Hawaii’s clean energy initiative

Hawaii is already ahead of a lot of places when it comes to solar energy. The government is entering into a an agreement with private industry to install solar panels on government facilities, and Costco just converted some of their businesses in paradise to solar.

Hawaii was the 2nd state in the US to establish a cap on greenhouse gases. On the islands research is being conducted to turn algae into biofuels, garbage is used to create electricity, wind and solar plants are going in and companies are installing geothermal plants to take advantage of the volcanic activities. The Hawaiian Clean Energy Initiative comes as no real surprise…although it is welcome news.

According to the agreement Hawaii would get at least 70 PERCENT of their energy from renewable sources by 2030.

“This innovative, unprecedented partnership builds on the progress the state has made to increase energy independence by decreasing Hawai’i’s reliance on imported oil,” Gov. Linda Lingle said in a news conference today. “Our islands’ abundant natural sources of energy, combined with the considerable capabilities of the Department of Energy, will help Hawai’i lead America in utilizing clean, renewable energy technologies.”

The plan calls for converting the smaller islands to 100 percent renewable and the utilization of local crops for producing energy.

The plan also draws upon information from federal agencies and research laboratories to develop solar, wind, and biofuel solutions to the islands energy needs. The eventual goal is to make Hawaii one of the worlds first clean energy economies.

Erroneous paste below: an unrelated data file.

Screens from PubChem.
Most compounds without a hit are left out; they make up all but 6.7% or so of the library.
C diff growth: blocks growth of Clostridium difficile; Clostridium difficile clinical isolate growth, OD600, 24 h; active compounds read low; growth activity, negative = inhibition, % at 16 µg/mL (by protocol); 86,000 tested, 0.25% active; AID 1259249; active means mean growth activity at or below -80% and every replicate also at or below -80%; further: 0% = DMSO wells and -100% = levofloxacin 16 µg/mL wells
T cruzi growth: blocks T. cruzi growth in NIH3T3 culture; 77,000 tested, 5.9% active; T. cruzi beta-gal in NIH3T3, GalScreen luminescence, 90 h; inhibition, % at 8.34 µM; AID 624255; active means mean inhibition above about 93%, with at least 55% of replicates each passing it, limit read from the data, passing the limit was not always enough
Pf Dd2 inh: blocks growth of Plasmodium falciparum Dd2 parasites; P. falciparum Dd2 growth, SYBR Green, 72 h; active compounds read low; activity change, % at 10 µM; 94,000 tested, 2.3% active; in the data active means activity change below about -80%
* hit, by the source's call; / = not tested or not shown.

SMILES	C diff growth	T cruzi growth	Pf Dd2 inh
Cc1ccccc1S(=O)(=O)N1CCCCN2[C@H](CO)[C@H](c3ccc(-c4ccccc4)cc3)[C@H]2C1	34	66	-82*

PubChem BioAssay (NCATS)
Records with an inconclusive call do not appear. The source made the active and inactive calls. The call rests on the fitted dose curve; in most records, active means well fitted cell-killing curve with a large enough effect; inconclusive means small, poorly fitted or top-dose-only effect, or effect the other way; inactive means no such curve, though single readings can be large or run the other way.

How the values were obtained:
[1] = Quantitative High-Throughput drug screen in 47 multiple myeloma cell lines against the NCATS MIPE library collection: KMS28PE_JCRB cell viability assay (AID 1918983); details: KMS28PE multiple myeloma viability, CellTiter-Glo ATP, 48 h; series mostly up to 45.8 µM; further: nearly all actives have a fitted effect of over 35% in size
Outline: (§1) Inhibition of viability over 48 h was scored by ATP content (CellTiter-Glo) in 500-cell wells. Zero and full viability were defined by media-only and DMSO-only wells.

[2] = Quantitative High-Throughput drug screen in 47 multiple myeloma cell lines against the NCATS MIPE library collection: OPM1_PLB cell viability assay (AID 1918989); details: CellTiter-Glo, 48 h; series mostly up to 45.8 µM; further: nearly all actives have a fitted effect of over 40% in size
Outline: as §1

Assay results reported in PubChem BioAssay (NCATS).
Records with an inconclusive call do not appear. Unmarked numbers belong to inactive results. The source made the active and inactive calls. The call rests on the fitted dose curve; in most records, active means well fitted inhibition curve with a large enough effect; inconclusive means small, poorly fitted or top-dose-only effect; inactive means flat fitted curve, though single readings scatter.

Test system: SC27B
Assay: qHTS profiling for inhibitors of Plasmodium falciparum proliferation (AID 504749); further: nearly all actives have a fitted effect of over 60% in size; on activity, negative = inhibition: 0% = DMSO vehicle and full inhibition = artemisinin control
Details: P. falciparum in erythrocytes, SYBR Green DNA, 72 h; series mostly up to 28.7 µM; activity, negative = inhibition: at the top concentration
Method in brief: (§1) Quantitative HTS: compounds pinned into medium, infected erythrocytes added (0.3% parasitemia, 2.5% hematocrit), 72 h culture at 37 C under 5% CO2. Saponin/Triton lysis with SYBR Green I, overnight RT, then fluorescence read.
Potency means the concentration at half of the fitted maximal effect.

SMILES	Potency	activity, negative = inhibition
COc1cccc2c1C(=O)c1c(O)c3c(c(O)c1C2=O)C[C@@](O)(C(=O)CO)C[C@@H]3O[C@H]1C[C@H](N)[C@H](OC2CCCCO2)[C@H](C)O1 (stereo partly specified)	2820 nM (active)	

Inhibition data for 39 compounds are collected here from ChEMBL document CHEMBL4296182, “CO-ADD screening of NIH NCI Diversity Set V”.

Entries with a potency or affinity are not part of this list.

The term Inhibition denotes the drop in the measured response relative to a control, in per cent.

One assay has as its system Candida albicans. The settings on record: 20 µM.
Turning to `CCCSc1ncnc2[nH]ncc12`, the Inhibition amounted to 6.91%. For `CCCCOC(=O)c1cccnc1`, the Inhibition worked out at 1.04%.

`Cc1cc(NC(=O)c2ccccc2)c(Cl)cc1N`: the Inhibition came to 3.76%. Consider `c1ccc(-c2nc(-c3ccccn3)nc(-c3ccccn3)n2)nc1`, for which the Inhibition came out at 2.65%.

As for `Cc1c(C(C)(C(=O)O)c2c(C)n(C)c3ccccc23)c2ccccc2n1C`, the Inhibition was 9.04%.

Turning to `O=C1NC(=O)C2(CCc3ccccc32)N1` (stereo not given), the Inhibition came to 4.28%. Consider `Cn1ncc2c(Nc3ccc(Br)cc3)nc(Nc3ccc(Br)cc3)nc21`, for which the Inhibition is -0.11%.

Anyone who has ever spent time in Hawaii understands that just about everything you get on the Islands carries with it the costs of transportation. So much more than in more conventional states fuel has to be transported great distances and has the dubious distinction of having the country’s highest prices at the pump. To repeat a much overused cliché, “necessity is the mother of invention.” While we here on the mainland may not have the drastic need that Hawaii has, we will eventually benefit from the advances made by them.

Google gets it: Making renewable energy cheaper than coal

Let’s face it. With any type of energy source, it all comes down to two important things. How much is available, and how much does it cost? If a renewable energy source can’t scale up to provide massive amounts of energy, and it isn’t cost competitive, then it just isn’t going to happen.

So what do you do?

You work to make renewable energy cheaper than the default choice for 40 percent of the world’s electricity — coal.

Google today announced a new strategic initiative to develop electricity from renewable energy sources that will be cheaper than electricity produced from coal. The newly created initiative, known as RE<C, will focus initially on advanced solar thermal power, wind power technologies, enhanced geothermal systems and other potential breakthrough technologies.  RE<C is hiring engineers and energy experts to lead its research and development work, which will begin with a significant effort on solar thermal technology, and will also investigate enhanced geothermal systems and other areas. In 2008, Google expects to spend tens of millions on research and development and related investments in renewable energy. As part of its capital planning process, the company also anticipates investing hundreds of millions of dollars in breakthrough renewable energy projects which generate positive returns. 

Working with RE<C, Google.org will make strategic investments and grants that demonstrate a path toward producing energy at an unsubsidized cost below that of coal-fired power plants. Google will work with a variety of organizations in the renewable energy field, including companies, R&D laboratories, and universities.

Read the full release from Google here.

Read the BBC story about Google here.